This chapter is followed by Lia Mills’ powerful account of Eva Gore-Booth’s poetic involvement with the Easter Rising and World War II. As Mills convincingly reveals, Gore-Booth’s commitment to non-violence was a core dimension of her character, and it was founded on spiritual principles that were esoteric.

The fifth chapter by Julie Anne Stevens explores female visual artists’ international networks by examining in detail the relations established in the diaries, artwork and sketchbooks of Edith Somerville and Martin Ross. This scholar demonstrates how feminist discourse was well established at the end of the 19th century, and how new subversive ideas about femininity were introduced to Irish readers through the aforementioned women artists.

Edith Somerville’s empowerment of female identities is also the concern of the essay that follows by Anne Jamison. Jamison offers relevant research of Somerville’s subversive adult fairy tale “Little Red Riding Hood in Kerry”’, exploring in convincing ways the construction of images of female empowerment through metaphors of fox-hunting and other coded images of Irish folklore.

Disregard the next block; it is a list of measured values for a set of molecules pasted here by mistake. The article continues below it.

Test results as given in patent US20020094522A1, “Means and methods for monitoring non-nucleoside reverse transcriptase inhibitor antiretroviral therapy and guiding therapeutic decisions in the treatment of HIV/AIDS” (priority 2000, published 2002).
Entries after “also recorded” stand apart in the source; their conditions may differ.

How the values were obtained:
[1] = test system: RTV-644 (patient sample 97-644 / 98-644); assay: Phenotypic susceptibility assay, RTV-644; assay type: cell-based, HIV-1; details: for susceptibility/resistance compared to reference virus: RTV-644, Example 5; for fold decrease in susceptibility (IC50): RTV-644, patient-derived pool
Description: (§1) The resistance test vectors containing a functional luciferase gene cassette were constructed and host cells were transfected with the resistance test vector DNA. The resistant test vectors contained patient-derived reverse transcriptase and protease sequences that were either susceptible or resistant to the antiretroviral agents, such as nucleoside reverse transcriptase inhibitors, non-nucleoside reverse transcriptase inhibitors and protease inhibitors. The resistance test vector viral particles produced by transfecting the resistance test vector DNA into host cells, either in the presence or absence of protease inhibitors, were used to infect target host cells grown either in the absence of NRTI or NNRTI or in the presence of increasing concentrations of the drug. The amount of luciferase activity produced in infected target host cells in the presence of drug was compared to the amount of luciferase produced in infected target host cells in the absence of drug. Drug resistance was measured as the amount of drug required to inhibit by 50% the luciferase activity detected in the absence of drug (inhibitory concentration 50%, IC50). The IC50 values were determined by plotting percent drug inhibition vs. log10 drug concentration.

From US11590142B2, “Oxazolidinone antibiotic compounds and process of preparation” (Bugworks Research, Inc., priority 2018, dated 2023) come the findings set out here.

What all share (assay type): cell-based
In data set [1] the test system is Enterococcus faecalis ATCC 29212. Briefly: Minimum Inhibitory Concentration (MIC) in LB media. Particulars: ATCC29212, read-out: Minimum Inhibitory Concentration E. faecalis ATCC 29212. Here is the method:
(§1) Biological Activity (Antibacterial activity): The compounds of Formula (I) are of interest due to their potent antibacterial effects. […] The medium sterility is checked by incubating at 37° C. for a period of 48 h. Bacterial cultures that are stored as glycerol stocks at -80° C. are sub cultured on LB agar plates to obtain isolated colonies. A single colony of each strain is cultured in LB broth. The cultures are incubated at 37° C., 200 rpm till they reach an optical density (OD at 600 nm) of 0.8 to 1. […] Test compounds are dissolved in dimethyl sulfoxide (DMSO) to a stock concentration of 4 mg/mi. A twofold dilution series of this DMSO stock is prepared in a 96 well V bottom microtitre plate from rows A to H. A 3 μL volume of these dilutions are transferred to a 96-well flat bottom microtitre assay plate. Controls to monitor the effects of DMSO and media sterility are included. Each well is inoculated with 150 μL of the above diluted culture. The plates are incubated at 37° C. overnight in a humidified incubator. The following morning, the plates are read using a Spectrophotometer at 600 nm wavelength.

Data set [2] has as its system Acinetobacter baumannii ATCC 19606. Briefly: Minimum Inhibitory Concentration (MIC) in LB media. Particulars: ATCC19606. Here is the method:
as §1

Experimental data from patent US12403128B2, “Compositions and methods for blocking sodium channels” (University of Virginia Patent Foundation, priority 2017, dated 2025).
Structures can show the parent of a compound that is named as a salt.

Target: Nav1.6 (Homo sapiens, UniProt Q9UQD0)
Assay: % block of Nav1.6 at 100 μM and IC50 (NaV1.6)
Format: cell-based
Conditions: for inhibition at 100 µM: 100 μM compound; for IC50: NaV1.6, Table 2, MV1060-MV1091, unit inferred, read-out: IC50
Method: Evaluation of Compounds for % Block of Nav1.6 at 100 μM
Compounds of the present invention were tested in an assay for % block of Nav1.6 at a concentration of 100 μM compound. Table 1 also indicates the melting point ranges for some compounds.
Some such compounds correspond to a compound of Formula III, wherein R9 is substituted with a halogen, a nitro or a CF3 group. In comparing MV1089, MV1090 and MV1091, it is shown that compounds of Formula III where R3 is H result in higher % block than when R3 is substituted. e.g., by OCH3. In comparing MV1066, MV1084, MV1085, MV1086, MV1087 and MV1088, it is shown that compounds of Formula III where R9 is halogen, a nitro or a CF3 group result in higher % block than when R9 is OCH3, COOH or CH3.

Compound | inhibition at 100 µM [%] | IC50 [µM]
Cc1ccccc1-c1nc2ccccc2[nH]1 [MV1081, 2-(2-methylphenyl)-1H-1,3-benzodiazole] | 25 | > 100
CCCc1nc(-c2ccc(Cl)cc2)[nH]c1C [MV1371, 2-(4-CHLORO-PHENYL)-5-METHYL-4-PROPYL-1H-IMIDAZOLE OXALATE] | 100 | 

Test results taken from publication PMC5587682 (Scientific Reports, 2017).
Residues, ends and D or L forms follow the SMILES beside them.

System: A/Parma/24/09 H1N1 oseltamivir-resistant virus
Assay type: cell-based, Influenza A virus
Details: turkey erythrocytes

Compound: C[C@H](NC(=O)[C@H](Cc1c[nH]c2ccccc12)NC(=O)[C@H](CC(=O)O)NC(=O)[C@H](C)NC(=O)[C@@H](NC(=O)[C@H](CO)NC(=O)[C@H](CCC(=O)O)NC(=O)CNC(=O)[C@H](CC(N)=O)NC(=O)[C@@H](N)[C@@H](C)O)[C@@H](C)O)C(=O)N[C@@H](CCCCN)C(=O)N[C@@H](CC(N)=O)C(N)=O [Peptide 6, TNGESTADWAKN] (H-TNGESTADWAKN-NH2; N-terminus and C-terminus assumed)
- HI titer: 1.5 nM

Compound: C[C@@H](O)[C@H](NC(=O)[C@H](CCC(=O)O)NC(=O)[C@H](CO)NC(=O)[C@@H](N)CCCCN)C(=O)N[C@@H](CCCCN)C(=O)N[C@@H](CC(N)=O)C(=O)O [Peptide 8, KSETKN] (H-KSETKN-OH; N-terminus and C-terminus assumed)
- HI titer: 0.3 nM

The collection follows with two essays on the New Woman novelist from Cork Katherine Cecil Thurston. In his eloquent chapter “A Thing of Possibilities: The Railroad and Cosmopolitical Belonging in Thurston’s Max, Matthew Reznicek draws on her 1910 novel Max, in order to identify feminist “geographies” of nomadism.

On her part, Sinéad Mooney convincingly examines her work in order to look at the representation of diseased and deranged male characters in her novels, in terms of the fin-de-siécle discourse of degeneration.

This first section closes with an essay by Aintzane Legarreta Mentxaka, which considers George Egerton and Emily Lawless as Irish ‘New Woman’ writers. Legarreta particularly examines politicized tropes of silence in their fiction, revealing what we could call the “deep realism” of psychological modernist fiction.